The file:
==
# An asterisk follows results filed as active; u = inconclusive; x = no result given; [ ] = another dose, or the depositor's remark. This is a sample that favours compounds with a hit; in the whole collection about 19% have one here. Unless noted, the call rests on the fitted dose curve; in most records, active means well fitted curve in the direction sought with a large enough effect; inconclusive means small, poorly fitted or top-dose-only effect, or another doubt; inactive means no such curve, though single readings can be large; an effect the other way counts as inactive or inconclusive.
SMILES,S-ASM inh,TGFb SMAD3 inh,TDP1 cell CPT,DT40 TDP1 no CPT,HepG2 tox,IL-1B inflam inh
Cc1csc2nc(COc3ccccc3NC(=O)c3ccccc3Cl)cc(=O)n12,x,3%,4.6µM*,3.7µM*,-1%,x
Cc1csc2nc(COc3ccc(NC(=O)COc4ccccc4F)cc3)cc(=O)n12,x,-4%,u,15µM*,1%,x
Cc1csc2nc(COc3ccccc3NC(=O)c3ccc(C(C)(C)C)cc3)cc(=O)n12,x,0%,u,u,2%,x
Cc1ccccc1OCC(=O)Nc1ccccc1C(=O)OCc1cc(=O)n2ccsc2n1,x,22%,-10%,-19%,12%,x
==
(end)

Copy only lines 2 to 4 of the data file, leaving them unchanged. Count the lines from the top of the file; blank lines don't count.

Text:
SMILES,S-ASM inh,TGFb SMAD3 inh,TDP1 cell CPT,DT40 TDP1 no CPT,HepG2 tox,IL-1B inflam inh
Cc1csc2nc(COc3ccccc3NC(=O)c3ccccc3Cl)cc(=O)n12,x,3%,4.6µM*,3.7µM*,-1%,x
Cc1csc2nc(COc3ccc(NC(=O)COc4ccccc4F)cc3)cc(=O)n12,x,-4%,u,15µM*,1%,x